Trade Records Analysis of Flora and Fauna in Commerce (TRAFFIC) just released a new study arguing that, contrary to what the people of Singapore who enjoy keeping exotic birds as pets believe, most of these animals are not in fact captive-bred, but rather illegally exported from the Solomon Islands.
More precisely, from the year 2000 and up until 2010, a staggering 54,000 birds had been declared to be captive-bred, something which allowed those who intended to sell the animals to by-pass several international trade regulations.
reports that Chris R. Shepherd, one of the people who worked towards making this shocking discovery, argues that “Declaring exported birds as being captive-bred has all the hallmarks of a scam to get around international trade regulations.”
He goes on to add that “Singapore should follow Malaysia’s lead in suspending bird imports, not only from the Solomon Islands but anywhere else if there is a lack of clarity as to their legal origin.”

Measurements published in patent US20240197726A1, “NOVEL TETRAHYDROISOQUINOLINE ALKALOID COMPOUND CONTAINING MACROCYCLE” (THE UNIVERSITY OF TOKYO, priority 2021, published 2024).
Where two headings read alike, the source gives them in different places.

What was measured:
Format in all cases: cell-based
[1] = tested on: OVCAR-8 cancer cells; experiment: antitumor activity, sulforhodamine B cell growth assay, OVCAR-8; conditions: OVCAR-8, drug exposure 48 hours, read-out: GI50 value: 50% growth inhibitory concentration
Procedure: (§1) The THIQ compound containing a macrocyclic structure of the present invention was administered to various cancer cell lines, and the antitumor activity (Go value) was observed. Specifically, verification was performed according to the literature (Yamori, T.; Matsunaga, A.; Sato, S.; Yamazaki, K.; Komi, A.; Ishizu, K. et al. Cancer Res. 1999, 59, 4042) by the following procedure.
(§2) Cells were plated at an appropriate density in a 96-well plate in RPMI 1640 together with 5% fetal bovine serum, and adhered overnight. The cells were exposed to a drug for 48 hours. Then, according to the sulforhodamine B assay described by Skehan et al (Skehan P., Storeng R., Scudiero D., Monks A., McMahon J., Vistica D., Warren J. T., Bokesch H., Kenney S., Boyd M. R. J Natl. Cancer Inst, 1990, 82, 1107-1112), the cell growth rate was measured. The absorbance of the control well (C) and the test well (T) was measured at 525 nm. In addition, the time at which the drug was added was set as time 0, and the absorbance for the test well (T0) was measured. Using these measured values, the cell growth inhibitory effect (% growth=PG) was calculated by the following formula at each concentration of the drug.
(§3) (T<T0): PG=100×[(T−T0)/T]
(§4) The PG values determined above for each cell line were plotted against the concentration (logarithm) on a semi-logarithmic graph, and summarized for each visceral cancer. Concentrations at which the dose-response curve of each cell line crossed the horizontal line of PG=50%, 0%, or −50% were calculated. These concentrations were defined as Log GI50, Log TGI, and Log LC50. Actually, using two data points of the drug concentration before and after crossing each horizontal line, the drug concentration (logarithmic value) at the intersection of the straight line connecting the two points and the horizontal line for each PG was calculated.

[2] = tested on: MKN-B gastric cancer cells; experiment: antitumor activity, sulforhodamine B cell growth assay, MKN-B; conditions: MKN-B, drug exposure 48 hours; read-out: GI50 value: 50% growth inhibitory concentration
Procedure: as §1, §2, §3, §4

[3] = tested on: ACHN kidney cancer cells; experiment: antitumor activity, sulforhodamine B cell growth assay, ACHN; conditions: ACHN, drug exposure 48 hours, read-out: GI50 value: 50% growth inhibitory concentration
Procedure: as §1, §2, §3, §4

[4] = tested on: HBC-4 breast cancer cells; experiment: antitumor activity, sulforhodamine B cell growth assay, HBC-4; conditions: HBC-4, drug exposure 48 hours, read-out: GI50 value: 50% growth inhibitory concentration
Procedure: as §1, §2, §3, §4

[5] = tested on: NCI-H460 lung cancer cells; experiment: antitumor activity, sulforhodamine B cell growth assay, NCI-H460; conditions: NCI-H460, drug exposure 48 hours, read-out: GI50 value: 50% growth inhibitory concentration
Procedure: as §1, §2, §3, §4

Apparently, TRAFFIC decided to further investigate this issue when the organization came to understand that, since Solomon Islands house no major bird breeding facilities, it would have been impossible for so many specimens to have been born and raised here with commercial purposes in mind.
To put it bluntly: the bird traders living on Solomon Islands simply lacked the resources to grow this many birds, which meant that it would have been impossible for them to legally export exotic birds in such large numbers.
Given the fact that most of the bird species that ended up being illegally traded in this manner are supposedly under the law's protection, due to the fact that they are threatened with extinction, it is no wonder that environmentalists and conservationists worldwide were appalled when they heard this piece of news.
It is our opinion that those proven to have knowingly traded endangered birds should be severely punished for their actions and therefore made to set an example for others who might be considering to do the exact same thing.